Matching Items (3)

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Characterizing sustainable performance and human thermal comfort in designed landscapes of Southwest desert cities

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During summer 2014, a study was conducted as part of the Landscape Architecture Foundation Case Study Investigation to analyze features of three sustainably designed landscapes. Each project was located in

During summer 2014, a study was conducted as part of the Landscape Architecture Foundation Case Study Investigation to analyze features of three sustainably designed landscapes. Each project was located in a southwest desert city: Civic Space Park in Phoenix, AZ, the Pete V. Domenici US Courthouse Sustainable Landscape Retrofit in Albuquerque, NM, and George "Doc" Cavalliere Park in Scottsdale, AZ. The principal components of each case study were performance benefits that quantified ongoing ecosystem services. Performance benefits were developed from data provided by the designers and collected by the research team. The functionality of environmental, social, and economic sustainable features was evaluated. In southwest desert cities achieving performance benefits such as microclimate cooling often come at the cost of water conservation. In each of these projects such tradeoffs were balanced by prioritizing the project goals and constraints.

During summer 2015, a study was conducted to characterize effects of tree species and shade structures on outdoor human thermal comfort under hot, arid conditions. Motivating the research was the hypothesis that tree species and shade structures will vary in their capacity to improve thermal comfort due to their respective abilities to attenuate solar radiation. Micrometeorological data was collected in full sun and under shade of six landscape tree species and park ramadas in Phoenix, AZ during pre-monsoon summer afternoons. The six landscape tree species included: Arizona ash (Fraxinus velutina Torr.), Mexican palo verde (Parkinsonia aculeata L.), Aleppo pine (Pinus halepensis Mill.), South American mesquite (Prosopis spp. L.), Texas live oak (Quercus virginiana for. fusiformis Mill.), and Chinese elm (Ulmus parvifolia Jacq.). Results showed that the tree species and ramadas were not similarly effective at improving thermal comfort, represented by physiologically equivalent temperature (PET). The difference between PET in full sun and under shade was greater under Fraxinus and Quercus than under Parkinsonia, Prosopis, and ramadas by 2.9-4.3 °C. Radiation was a significant driver of PET (p<0.0001, R2=0.69) and with the exception of ramadas, lower radiation corresponded with lower PET. Variations observed in this study suggest selecting trees or structures that attenuate the most solar radiation is a potential strategy for optimizing PET.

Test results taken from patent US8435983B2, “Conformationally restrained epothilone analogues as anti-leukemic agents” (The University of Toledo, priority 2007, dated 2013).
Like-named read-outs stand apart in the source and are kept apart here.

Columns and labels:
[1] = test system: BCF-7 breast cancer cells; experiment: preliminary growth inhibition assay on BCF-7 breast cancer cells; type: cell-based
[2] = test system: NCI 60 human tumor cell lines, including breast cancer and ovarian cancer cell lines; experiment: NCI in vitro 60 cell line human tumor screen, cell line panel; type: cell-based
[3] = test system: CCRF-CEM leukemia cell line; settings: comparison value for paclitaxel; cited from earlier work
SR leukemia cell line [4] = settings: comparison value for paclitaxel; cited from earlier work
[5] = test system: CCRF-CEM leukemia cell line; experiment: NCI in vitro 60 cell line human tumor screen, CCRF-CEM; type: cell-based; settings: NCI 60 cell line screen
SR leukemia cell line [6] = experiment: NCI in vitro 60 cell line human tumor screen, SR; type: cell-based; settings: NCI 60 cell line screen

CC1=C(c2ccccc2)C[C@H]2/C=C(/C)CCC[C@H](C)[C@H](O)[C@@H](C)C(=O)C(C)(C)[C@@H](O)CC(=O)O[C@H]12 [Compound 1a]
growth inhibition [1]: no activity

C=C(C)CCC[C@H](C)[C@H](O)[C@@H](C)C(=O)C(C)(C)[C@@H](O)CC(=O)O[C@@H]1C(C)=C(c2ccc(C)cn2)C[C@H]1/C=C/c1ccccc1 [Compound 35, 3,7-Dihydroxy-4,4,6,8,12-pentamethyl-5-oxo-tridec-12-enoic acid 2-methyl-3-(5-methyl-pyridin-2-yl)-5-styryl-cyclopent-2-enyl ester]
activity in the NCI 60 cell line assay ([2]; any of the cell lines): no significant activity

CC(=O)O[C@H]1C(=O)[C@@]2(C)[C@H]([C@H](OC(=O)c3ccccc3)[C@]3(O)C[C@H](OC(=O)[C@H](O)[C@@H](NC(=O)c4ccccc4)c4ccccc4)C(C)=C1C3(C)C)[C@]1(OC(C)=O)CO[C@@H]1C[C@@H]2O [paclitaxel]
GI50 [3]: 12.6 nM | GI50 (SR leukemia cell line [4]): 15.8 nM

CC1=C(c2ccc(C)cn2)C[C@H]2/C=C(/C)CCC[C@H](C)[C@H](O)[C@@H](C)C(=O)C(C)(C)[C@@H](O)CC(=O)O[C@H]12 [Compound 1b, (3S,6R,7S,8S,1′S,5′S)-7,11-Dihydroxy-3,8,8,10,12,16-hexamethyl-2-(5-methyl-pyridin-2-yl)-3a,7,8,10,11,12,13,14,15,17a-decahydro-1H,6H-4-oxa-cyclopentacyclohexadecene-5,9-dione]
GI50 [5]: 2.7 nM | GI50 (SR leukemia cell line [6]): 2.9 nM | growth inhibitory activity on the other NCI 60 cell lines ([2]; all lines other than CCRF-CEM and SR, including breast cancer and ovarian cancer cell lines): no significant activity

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Date Created
  • 2016

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Soil biogeochemical consequences of the replacement of residential grasslands with water-efficient landscapes

Description

As a result of growing populations and uncertain resource availability, urban areas are facing pressure from federal and state agencies, as well as residents, to promote conservation programs that provide